Interested in Language
When we are talking about pragmatics, we just have a communication regardless dealing with interaction. My question is on the difference between "interaction" and "communication". For example, in case of integrative and pragmatics tests, "communication" has an important role while on functional tests the most important thing is having "interaction". Can you please help me out?
As I read in "testing language skills from theory to practice" by Farhady, pragmatics and integrative tests have both communication but lack of interaction. Reading about Functional testing, I see an "interaction" term. Actually he mentions that both pragmatics and integrative tests have just communation, on the other hand, "functional testing" has both interaction and communication.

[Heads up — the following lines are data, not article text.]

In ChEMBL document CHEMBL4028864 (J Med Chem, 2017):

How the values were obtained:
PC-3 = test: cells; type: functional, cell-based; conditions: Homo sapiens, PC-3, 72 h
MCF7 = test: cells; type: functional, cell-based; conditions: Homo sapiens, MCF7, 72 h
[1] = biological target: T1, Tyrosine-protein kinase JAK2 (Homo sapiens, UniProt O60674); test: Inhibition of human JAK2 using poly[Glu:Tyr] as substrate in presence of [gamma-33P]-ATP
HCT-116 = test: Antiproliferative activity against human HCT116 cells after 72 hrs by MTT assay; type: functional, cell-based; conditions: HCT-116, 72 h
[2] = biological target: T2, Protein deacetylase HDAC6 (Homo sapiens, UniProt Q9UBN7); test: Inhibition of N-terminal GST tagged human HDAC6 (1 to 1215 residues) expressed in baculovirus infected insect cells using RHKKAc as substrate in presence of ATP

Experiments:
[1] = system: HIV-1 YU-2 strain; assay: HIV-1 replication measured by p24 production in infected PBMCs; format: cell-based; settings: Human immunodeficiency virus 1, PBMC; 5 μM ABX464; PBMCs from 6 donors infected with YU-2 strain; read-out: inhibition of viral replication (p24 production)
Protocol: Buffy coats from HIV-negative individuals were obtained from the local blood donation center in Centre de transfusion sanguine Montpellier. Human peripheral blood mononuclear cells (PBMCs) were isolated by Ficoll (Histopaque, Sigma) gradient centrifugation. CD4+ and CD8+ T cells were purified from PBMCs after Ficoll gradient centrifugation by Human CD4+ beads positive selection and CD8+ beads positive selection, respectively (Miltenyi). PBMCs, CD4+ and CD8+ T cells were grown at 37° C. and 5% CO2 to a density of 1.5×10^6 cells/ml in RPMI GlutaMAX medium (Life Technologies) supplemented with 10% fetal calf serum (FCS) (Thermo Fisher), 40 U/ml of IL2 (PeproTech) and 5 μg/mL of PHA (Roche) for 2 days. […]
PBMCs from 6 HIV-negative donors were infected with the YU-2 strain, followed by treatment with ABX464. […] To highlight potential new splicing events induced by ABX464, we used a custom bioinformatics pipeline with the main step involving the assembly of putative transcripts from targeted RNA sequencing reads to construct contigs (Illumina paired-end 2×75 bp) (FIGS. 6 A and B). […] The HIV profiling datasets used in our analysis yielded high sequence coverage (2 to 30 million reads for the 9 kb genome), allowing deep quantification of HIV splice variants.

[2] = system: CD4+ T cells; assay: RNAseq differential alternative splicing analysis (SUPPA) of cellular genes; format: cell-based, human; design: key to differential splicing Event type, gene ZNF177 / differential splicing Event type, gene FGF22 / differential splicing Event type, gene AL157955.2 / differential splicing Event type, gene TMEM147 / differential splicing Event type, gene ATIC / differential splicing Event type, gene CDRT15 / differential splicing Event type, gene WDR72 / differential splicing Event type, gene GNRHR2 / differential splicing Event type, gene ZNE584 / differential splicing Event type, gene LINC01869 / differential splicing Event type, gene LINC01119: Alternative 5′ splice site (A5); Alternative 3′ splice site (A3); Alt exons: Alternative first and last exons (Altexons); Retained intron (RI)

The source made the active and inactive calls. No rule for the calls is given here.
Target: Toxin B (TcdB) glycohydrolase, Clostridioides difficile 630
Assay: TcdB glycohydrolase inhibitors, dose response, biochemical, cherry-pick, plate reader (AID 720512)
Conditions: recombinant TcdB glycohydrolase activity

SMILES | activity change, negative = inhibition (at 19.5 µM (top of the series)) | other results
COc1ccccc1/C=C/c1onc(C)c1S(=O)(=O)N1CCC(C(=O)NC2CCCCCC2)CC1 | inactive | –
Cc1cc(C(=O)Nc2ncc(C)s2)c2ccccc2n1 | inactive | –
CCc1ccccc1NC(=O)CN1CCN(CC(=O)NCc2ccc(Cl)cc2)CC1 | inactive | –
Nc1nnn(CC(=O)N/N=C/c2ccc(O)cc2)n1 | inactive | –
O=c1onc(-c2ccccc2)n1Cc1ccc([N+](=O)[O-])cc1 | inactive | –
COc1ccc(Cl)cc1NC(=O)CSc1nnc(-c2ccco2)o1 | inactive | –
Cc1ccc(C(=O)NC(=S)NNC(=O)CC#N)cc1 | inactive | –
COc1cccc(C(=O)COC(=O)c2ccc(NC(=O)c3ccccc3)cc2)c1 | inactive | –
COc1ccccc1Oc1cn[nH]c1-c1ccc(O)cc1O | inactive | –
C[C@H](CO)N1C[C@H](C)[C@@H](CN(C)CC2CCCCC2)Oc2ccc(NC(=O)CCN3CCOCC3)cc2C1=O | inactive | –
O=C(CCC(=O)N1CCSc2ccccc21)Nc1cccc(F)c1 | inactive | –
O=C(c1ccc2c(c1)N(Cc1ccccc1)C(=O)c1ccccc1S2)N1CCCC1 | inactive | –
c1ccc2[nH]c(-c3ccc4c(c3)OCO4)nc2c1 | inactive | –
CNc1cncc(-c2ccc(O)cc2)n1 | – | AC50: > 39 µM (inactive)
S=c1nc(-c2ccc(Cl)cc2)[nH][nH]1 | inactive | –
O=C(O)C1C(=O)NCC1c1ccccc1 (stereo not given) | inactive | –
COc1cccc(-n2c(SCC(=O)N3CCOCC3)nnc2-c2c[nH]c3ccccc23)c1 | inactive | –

The difference between the two is simple: communication is when one person informs another: interaction needs the person to respond. I would suggest that "Hi there" is possibly too informal a start.
I don't really understand the initial question. I don't know what 'integrative' and 'functional' tests are. For me, though, communication is defined as follows:
Information exists encoded at one place;
It is decoded;
It is then transmitted from the place it exists;
It is received at another place;
The information is then encoded at the place it was received.
In this way, communication doesn't really exist without interaction. I doubt interaction exists without communication - there is always some sort of contingency: one person does something that leads to another person doing something as a result. That is what interaction is. That is what communication is.
Yes, you are right; however, in that book I refer to before on pragmatics, integrative and functional tests, the author mentioned that the two first examples coud have communicated without having interaction so the later, funtional tests, came and played roles of both communication and interaction at that time. Funtional tests have done very rarely and they spend most time as well as cost to make a real situation for giving a test.